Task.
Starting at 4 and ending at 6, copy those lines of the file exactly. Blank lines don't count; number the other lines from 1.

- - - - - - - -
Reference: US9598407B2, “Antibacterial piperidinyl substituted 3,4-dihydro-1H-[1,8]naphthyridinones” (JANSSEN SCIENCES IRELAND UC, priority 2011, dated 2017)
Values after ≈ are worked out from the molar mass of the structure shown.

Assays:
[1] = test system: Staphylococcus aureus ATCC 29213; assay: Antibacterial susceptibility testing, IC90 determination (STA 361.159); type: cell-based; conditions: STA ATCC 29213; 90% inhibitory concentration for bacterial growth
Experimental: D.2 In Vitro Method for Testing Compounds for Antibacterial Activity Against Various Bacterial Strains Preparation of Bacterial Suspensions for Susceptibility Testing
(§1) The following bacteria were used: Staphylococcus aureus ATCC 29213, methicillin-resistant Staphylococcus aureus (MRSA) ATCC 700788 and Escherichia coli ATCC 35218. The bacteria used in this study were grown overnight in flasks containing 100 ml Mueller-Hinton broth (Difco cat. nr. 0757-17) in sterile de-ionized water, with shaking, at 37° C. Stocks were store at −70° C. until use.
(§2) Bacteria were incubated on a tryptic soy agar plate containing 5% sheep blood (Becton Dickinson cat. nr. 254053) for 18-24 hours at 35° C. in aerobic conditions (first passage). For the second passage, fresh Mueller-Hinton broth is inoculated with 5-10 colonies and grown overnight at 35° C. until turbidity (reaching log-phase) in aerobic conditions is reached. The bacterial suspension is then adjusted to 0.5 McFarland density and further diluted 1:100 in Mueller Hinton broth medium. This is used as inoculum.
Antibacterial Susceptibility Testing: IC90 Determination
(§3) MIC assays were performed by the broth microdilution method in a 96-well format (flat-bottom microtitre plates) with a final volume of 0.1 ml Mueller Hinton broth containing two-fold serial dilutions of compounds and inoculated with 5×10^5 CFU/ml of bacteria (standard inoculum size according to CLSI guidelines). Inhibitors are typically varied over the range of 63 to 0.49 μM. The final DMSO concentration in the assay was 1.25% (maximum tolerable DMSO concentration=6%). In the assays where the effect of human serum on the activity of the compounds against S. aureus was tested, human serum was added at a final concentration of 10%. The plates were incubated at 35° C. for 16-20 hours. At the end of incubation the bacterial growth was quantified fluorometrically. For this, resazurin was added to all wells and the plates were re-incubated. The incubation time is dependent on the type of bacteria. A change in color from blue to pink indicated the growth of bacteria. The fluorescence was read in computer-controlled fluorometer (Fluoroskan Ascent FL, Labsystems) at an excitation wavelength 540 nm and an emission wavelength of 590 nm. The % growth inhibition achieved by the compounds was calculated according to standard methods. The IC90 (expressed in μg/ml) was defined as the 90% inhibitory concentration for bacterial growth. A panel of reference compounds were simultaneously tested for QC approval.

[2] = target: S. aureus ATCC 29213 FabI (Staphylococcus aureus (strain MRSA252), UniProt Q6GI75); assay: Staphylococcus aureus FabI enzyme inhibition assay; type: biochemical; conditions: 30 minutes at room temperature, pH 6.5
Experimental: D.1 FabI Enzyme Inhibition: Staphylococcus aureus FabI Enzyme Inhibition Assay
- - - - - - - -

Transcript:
[1] = test system: Staphylococcus aureus ATCC 29213; assay: Antibacterial susceptibility testing, IC90 determination (STA 361.159); type: cell-based; conditions: STA ATCC 29213; 90% inhibitory concentration for bacterial growth
Experimental: D.2 In Vitro Method for Testing Compounds for Antibacterial Activity Against Various Bacterial Strains Preparation of Bacterial Suspensions for Susceptibility Testing
(§1) The following bacteria were used: Staphylococcus aureus ATCC 29213, methicillin-resistant Staphylococcus aureus (MRSA) ATCC 700788 and Escherichia coli ATCC 35218. The bacteria used in this study were grown overnight in flasks containing 100 ml Mueller-Hinton broth (Difco cat. nr. 0757-17) in sterile de-ionized water, with shaking, at 37° C. Stocks were store at −70° C. until use.